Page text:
Have you encountered the phrase “digital divide”? I imagine more than once. What does it mean to you? Is it expanding, contracting or the same as it was? What’s on either side, and how do you know where you are?
If you do only do email on a PC, are you on one side (which side?); if you only use SMS where are you? It’s not clear cut anymore, and it also depends on your point of view.
eSchool News published A look at the technology culture divide recently, the author made a bizarre assumption – that the “have” side of the digital divide is static. According to this, the “digital divide” came into the mainstream in the mid-1990s via speeches by then President Bill Clinton and Vice President (and self-proclaimed inventor of the Internet) Al Gore.
Do you think someone who was on the “digital” side of the divide in 1996 is still on that side today? At that time, being “digital” would have meant owning a computer with access to the Internet (via a modem connected to a land line). Say that was me, and that I’m still using the same or similar equipment today; how do I compare (my PC + internet access, living in Seattle) to three 15 year old brothers I met recently in Angola who have smart phones with data plans but don’t really use PCs? Is it clear who has the advantage?
Now take a look at this article also in eSchool News about the excessive proliferation of hardware in learning. This author suggests it’s not about more hardware (I agree), but that we need the right software packages (he enumerates four requirements); once we have these, no more change is needed, and our now “futurized” school system can happily live in this new steady state.
Education is not about social networks, mastery of existing assessments, or basic reading; it is about preparing every child to discover and become their greatest selves, and to prepare every child to survive (and hopefully thrive) in whatever future lies ahead. All we know about the future is that it will come; to create a static system that is based on today‘s state of the art (just because we can’t grasp a more advanced or changed future) is naive at best, and assured to NOT prepare children for their future.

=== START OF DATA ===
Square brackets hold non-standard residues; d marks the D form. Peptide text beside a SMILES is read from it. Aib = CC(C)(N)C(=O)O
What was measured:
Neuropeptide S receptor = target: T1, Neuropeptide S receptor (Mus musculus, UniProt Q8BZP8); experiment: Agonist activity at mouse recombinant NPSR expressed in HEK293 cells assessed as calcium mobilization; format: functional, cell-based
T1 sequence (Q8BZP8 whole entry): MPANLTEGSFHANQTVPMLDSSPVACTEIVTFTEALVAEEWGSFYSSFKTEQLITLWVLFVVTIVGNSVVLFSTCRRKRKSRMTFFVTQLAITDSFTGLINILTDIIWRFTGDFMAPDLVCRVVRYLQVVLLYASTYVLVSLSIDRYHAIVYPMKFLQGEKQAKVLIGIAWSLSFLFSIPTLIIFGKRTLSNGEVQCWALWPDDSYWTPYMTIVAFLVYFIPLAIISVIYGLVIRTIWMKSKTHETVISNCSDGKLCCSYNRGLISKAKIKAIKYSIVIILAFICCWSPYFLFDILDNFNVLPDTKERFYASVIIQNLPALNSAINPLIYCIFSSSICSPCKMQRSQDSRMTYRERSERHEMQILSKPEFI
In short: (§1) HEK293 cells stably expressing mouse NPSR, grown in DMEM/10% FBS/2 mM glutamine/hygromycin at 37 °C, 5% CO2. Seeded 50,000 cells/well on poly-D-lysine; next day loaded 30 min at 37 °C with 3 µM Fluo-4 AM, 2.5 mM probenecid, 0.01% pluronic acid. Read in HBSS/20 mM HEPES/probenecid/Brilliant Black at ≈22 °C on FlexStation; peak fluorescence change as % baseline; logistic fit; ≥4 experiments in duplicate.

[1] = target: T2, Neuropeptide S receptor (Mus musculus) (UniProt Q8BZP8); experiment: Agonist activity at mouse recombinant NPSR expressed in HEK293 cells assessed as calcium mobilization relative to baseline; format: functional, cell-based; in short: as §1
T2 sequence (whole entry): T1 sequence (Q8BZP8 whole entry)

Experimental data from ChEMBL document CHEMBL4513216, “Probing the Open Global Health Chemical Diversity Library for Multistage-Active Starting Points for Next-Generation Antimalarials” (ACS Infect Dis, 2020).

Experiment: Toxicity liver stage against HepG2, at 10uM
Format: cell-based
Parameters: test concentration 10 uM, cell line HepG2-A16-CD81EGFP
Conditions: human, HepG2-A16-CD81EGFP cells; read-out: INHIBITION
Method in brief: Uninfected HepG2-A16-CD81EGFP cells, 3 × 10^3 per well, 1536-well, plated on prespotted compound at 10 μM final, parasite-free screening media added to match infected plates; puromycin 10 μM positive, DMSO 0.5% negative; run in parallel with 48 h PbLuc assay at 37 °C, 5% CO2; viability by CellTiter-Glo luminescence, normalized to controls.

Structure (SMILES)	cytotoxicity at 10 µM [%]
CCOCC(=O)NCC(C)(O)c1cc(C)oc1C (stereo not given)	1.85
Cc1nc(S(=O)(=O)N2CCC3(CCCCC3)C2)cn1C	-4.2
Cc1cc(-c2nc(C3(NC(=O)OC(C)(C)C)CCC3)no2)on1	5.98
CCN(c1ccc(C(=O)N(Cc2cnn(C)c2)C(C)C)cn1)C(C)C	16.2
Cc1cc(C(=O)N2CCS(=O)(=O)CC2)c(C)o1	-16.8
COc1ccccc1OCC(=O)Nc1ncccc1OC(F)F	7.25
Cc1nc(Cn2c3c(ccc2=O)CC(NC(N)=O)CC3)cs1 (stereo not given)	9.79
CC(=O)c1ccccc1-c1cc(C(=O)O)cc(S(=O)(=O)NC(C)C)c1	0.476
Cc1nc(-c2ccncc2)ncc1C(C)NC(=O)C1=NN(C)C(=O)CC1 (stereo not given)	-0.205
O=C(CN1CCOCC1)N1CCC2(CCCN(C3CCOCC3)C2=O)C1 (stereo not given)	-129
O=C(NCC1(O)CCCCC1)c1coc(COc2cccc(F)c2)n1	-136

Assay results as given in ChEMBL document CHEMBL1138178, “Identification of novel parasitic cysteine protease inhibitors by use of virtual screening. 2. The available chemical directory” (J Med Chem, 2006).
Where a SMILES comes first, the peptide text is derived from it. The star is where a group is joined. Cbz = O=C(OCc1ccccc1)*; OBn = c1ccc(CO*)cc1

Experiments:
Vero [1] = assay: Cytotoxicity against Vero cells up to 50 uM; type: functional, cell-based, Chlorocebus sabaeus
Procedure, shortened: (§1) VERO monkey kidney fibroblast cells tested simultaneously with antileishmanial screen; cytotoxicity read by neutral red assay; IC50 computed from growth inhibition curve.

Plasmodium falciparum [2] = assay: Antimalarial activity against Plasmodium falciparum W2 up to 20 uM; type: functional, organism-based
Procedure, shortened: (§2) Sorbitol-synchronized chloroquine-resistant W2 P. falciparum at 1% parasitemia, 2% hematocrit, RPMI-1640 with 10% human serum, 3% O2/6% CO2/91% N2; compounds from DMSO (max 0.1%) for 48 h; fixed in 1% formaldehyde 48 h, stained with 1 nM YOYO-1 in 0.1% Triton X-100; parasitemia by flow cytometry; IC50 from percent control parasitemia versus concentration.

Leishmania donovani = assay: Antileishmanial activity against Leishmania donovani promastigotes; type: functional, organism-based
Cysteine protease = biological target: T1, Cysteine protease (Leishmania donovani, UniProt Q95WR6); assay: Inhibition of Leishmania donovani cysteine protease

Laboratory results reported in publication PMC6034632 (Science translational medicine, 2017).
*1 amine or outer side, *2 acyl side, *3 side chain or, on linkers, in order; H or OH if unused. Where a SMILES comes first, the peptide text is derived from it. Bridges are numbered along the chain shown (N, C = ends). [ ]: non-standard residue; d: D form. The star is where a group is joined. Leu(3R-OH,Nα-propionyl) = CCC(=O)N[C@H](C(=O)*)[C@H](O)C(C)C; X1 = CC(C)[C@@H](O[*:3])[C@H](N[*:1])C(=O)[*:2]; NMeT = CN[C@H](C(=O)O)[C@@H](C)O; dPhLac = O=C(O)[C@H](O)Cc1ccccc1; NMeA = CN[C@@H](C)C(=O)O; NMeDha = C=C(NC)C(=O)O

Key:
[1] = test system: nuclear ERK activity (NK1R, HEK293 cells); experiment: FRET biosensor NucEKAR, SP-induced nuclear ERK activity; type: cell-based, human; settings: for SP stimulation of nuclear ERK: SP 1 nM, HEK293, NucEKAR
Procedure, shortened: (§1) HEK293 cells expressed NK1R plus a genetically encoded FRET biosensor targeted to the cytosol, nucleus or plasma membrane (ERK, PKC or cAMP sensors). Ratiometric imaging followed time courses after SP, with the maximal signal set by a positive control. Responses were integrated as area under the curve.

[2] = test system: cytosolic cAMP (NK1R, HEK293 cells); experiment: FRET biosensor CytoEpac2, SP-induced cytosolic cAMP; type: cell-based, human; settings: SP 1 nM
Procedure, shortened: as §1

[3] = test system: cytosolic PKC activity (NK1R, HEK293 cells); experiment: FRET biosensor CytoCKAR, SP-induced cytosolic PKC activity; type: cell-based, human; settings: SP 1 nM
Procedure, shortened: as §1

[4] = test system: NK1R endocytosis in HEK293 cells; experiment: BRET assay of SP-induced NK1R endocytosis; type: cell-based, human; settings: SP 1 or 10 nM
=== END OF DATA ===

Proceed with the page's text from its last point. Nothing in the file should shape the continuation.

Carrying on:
These authors are like Al Gore when he proclaimed Internet paternity – they’re trying to lay claim to ideas that they don’t fully grasp, and making absolute that which is always changing. As Seth points out, it’s very easy to be manipulated – all you need to do is string together the right kitsch phrases, and prey on people’s fears or avarice. It’s a sure-fire way to win followers and influence people, but it is devoid of integrity.
Rather than railing about the digital divide, we need to bemoan the intellectual divide that has made adults in our society gullible enough to believe this kind of propaganda.
For those who wish we could go back a generation to the time when our education system was wonderful, and when we graduated the best and the brightest on this planet, I would point out the following: more adults in America are illiterate vs. the top 20 economies on Earth. More than half of Americans adults are unable to identify the precise location of Washington DC or New York or Los Angeles on a blank map (forget naming the capital of Canada or pointing to its location). More Americans bought mortgages beyond their means, believe they can healthily lose weight via diet pills, and believe the Earth is flat than any other nation in the OECD top 20.
I’m exaggerating to make a point, but it’s important to realize that many of the people making decisions about our children’s education are both victims of their own (potentially weak) education, and susceptible to the random and ill-informed rhetoric of others. Rather than trusting education to people whose only qualification is electability (by these same ill-informed crowds), shouldn’t we put it in the hands of the best and brightest and most successful among us?
It’s time to get our collective heads in the game…